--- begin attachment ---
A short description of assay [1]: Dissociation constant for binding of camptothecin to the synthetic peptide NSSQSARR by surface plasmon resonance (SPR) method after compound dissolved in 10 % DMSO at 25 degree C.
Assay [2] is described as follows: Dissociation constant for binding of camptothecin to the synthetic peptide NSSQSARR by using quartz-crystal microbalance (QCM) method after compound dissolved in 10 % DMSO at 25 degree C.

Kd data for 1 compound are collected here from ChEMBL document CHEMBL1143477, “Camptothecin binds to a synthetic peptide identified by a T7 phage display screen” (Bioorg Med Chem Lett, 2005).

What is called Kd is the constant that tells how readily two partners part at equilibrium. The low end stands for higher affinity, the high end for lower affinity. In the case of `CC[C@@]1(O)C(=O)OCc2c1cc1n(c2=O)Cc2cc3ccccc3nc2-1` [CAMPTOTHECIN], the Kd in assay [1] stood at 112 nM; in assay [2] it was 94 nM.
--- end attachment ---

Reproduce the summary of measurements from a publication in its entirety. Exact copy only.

A short description of assay [1]: Dissociation constant for binding of camptothecin to the synthetic peptide NSSQSARR by surface plasmon resonance (SPR) method after compound dissolved in 10 % DMSO at 25 degree C.
Assay [2] is described as follows: Dissociation constant for binding of camptothecin to the synthetic peptide NSSQSARR by using quartz-crystal microbalance (QCM) method after compound dissolved in 10 % DMSO at 25 degree C.

Kd data for 1 compound are collected here from ChEMBL document CHEMBL1143477, “Camptothecin binds to a synthetic peptide identified by a T7 phage display screen” (Bioorg Med Chem Lett, 2005).

What is called Kd is the constant that tells how readily two partners part at equilibrium. The low end stands for higher affinity, the high end for lower affinity. In the case of `CC[C@@]1(O)C(=O)OCc2c1cc1n(c2=O)Cc2cc3ccccc3nc2-1` [CAMPTOTHECIN], the Kd in assay [1] stood at 112 nM; in assay [2] it was 94 nM.